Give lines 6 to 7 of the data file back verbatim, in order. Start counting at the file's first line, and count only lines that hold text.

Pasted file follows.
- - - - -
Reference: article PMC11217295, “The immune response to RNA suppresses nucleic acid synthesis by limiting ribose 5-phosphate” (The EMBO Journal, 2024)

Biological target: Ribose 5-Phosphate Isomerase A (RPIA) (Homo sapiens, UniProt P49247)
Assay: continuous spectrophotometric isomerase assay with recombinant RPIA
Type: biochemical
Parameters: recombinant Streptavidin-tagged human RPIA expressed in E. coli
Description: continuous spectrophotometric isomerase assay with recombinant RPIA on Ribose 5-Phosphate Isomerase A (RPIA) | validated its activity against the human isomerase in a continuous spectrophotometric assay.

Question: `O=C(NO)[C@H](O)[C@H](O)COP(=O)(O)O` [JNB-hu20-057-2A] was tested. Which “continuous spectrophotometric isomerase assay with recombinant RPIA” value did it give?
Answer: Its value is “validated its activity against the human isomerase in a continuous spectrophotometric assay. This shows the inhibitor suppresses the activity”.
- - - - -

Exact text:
Description: continuous spectrophotometric isomerase assay with recombinant RPIA on Ribose 5-Phosphate Isomerase A (RPIA) | validated its activity against the human isomerase in a continuous spectrophotometric assay.

Question: `O=C(NO)[C@H](O)[C@H](O)COP(=O)(O)O` [JNB-hu20-057-2A] was tested. Which “continuous spectrophotometric isomerase assay with recombinant RPIA” value did it give?